There's no way I can judge if I'm coming down with something by the way I feel in the morning. As a natural-born night person with a daytime job, I never feel good in the morning.
Morning people are the ones like my husband, who wake up before the clock goes off, don't even know what a snooze button is and don't stand there zombie-like at the kitchen counter praying for the coffee pot to hurry up already.
They're the ones I see at work who ask "How are you today?" at the ungodly hour of 8 a.m.
I have no idea how I am. It's way too early to tell. I'll check back in with you later and let you know.
People ask me why I never got an evening or nighttime job. Now why would I want to do that? I love my job and I love the fact that it is a daytime job.
By the time I really wake up and start paying attention, it's almost lunchtime. After that it's a couple-hour downhill slide to quitting time. That leaves my totally awake time for stuff that I want to do at home with friends and family, and dogs, of course.
As a kid, staying home from school when you were sick was great -- provided it was a one-day sniffles or sore throat ordeal. You know, nothing that would interfere with tomorrow, or God-forbid, the weekend.
If you were staying home, you just stayed in bed, watching cartoons. And Mom was there. She gave you breakfast in bed, hot chicken soup for lunch and Popsicles for your sore throat. You have to love that old wives' tale about feeding a cold.
You rested all day, watching TV, with no homework or anything else pressing to do. It was amazing, as long as that first part of not being too sick held out. If you were really, really sick, then it stunk -- even with Mom and Popsicles.
As a 20-something on your own, but with no kids yet, staying home from work sick is still great. Provided we're still abiding by that one-day, no interference with the weekend rule.
Every now and then it's nice to just stay in bed and curl up with your favorite book dressed in your comfiest jammies and fuzzy slippers and praying there's a "Columbo" marathon on that day.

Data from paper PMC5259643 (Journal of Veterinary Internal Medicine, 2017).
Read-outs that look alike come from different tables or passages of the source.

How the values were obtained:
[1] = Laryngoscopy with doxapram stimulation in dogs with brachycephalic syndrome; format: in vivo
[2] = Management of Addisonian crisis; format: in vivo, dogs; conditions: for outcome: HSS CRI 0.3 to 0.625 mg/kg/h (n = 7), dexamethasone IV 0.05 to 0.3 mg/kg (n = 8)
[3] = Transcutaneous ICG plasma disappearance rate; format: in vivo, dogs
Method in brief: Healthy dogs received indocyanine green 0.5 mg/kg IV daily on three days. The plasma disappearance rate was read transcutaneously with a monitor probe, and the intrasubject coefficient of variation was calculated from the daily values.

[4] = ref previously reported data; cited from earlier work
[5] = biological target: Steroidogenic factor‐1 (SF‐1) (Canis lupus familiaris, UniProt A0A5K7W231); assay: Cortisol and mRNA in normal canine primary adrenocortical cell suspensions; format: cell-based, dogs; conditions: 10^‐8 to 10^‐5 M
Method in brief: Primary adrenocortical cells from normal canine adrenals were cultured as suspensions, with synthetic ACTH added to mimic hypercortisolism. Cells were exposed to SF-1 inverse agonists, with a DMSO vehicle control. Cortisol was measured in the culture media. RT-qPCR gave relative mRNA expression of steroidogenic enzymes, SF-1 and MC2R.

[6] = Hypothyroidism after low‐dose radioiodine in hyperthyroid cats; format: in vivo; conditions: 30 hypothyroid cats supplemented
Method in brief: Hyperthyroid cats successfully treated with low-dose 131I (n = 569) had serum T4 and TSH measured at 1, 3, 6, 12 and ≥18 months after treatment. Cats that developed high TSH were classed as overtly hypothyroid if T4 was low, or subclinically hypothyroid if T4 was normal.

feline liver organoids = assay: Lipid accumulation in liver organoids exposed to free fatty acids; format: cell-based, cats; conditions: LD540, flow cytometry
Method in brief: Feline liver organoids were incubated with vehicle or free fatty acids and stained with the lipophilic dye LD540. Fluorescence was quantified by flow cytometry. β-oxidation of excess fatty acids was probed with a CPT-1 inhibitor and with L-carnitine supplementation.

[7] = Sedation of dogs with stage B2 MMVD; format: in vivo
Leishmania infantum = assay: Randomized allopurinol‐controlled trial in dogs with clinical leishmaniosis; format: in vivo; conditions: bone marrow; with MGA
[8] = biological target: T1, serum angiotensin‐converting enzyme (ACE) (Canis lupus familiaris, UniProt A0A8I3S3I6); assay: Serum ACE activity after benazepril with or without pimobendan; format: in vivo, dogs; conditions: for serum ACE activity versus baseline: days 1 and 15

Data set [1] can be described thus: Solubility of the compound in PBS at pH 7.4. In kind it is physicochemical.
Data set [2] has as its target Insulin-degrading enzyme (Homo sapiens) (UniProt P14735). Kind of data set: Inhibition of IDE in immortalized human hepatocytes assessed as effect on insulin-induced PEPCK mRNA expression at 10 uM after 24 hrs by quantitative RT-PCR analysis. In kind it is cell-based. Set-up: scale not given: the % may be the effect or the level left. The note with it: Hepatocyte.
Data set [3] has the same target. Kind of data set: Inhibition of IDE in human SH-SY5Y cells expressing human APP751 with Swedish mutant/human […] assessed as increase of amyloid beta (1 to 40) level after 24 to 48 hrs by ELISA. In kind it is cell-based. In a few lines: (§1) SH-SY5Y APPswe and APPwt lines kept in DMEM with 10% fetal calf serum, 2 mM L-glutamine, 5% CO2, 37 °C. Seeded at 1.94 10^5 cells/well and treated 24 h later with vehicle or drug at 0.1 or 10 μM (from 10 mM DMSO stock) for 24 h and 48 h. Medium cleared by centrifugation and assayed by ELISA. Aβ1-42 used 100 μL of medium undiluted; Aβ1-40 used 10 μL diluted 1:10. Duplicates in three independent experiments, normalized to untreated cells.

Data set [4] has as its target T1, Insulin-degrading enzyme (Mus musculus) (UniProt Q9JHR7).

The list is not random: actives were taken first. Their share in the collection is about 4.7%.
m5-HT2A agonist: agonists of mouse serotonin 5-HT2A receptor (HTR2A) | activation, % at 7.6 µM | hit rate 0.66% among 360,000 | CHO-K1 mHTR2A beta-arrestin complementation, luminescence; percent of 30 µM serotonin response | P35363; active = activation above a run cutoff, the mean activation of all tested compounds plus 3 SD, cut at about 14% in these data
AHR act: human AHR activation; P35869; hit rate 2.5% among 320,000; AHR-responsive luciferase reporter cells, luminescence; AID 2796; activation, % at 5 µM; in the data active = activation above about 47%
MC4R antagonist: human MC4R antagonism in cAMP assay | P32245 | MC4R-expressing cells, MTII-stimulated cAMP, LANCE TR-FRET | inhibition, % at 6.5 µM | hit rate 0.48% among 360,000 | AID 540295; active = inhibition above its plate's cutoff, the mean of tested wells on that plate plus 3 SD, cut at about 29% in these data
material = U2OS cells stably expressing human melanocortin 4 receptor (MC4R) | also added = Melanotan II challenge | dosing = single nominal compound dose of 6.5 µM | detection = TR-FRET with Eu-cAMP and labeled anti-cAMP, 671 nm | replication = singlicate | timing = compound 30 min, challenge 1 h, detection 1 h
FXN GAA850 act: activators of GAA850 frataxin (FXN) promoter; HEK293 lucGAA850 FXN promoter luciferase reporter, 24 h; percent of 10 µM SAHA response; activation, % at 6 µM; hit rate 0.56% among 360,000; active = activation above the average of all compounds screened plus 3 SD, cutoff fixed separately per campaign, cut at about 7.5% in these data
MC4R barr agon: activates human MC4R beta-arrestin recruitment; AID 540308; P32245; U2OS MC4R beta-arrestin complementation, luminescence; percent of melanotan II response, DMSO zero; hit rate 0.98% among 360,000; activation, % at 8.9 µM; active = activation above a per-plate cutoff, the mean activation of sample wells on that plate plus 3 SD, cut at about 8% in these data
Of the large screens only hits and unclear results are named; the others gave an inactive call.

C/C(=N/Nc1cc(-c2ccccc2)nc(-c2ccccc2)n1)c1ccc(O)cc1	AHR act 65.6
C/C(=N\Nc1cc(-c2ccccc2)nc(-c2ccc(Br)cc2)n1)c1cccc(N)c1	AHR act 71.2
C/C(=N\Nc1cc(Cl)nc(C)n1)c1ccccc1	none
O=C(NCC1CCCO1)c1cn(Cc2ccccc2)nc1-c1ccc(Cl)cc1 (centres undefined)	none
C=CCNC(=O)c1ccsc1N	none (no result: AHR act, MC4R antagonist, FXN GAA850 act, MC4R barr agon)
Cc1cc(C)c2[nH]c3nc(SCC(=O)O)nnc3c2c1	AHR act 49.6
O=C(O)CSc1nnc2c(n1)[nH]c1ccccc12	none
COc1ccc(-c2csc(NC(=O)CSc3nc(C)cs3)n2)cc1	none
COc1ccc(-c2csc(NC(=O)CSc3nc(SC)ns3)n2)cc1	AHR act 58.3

When you're married and your husband is sick, it's awful. The person who is always so tough and so strong is now dependent and vulnerable. You turn into your Mom, or his. You bring him the TV remote and breakfast in bed. You find the truck magazine he left out in the garage and make him some chicken soup. You baby him until he's back on his feet.
Once you have kids and they get sick, it's the same thing. You turn into your Mom again. You flip on the cartons and morph into Molly Maid, tending to their every whim.
It's a cake walk, as long as they're really not that sick and we stick to that don't interfere with the weekend rule. And most importantly, that you're not sick, too.
When you're both under the weather, you're in deep doo-doo. You muster up every ounce of strength you have and you take care of your baby, no matter how old that baby is.
You are instantly no longer sick.
And even if you are it doesn't matter anyway. It's not about you anymore. It hasn't been since the day they were born.
Or course, you have to realize there are times when no amount of "mustering" will give you enough strength to take care of them.
Then you know exactly what you must do -- call your Mom -- because no matter how far into your 40s you are, you're still her "baby."
And if she's not available, then you turn to the next best thing, the man who took you for better or worse, sickness and health, and helped bring those sick kids into this world. Thanks, honey.
Copyright 2012 Laura Nethken